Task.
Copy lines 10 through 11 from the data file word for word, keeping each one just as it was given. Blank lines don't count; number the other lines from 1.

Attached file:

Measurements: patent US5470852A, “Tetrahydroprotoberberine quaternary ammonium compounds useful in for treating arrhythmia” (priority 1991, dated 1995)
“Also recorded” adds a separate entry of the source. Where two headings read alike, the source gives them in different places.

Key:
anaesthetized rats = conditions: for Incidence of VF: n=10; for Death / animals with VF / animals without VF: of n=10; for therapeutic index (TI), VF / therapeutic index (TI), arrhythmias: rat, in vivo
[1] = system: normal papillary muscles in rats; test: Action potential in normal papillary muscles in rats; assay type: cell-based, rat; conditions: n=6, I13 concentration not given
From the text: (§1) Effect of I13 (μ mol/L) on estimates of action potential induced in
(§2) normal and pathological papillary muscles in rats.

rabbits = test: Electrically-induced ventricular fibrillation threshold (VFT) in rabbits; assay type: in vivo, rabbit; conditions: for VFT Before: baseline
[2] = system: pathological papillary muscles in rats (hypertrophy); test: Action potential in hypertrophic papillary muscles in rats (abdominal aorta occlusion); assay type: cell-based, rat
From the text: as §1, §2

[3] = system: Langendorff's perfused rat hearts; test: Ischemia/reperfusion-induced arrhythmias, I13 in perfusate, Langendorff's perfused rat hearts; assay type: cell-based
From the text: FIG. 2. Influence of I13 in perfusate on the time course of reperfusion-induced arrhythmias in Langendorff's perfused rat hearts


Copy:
From the text: as §1, §2

[3] = system: Langendorff's perfused rat hearts; test: Ischemia/reperfusion-induced arrhythmias, I13 in perfusate, Langendorff's perfused rat hearts; assay type: cell-based